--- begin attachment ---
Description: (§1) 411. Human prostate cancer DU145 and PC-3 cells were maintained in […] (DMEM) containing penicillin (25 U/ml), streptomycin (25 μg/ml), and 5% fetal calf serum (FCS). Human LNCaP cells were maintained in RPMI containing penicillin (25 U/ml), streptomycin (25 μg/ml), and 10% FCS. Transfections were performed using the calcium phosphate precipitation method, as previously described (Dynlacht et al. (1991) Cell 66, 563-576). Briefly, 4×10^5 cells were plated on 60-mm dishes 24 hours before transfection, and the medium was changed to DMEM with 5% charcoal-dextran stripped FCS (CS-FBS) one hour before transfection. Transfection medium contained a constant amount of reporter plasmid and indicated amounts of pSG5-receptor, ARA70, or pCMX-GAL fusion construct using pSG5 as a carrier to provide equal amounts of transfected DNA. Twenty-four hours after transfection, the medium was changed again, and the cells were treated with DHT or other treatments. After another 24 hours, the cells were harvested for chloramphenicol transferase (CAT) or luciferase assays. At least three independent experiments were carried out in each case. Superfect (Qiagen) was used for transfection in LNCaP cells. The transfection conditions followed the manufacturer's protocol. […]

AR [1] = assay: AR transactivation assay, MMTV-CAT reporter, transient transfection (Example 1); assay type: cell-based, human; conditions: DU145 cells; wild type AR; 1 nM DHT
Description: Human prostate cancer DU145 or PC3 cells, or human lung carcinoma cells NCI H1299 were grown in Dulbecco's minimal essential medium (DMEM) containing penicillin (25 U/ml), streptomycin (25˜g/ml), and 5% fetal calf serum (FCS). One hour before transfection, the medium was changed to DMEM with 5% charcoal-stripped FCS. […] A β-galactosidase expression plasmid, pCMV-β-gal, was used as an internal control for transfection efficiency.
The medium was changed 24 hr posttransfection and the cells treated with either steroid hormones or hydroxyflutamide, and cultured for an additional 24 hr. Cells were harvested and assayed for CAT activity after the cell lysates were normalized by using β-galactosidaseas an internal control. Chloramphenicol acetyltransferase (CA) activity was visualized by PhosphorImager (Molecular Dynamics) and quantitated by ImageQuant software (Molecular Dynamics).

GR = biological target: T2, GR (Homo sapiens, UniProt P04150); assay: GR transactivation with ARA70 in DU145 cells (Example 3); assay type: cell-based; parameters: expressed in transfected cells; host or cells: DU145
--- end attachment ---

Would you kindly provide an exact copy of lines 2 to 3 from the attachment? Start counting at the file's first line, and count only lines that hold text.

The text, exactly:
AR [1] = assay: AR transactivation assay, MMTV-CAT reporter, transient transfection (Example 1); assay type: cell-based, human; conditions: DU145 cells; wild type AR; 1 nM DHT
Description: Human prostate cancer DU145 or PC3 cells, or human lung carcinoma cells NCI H1299 were grown in Dulbecco's minimal essential medium (DMEM) containing penicillin (25 U/ml), streptomycin (25˜g/ml), and 5% fetal calf serum (FCS). One hour before transfection, the medium was changed to DMEM with 5% charcoal-stripped FCS. […] A β-galactosidase expression plasmid, pCMV-β-gal, was used as an internal control for transfection efficiency.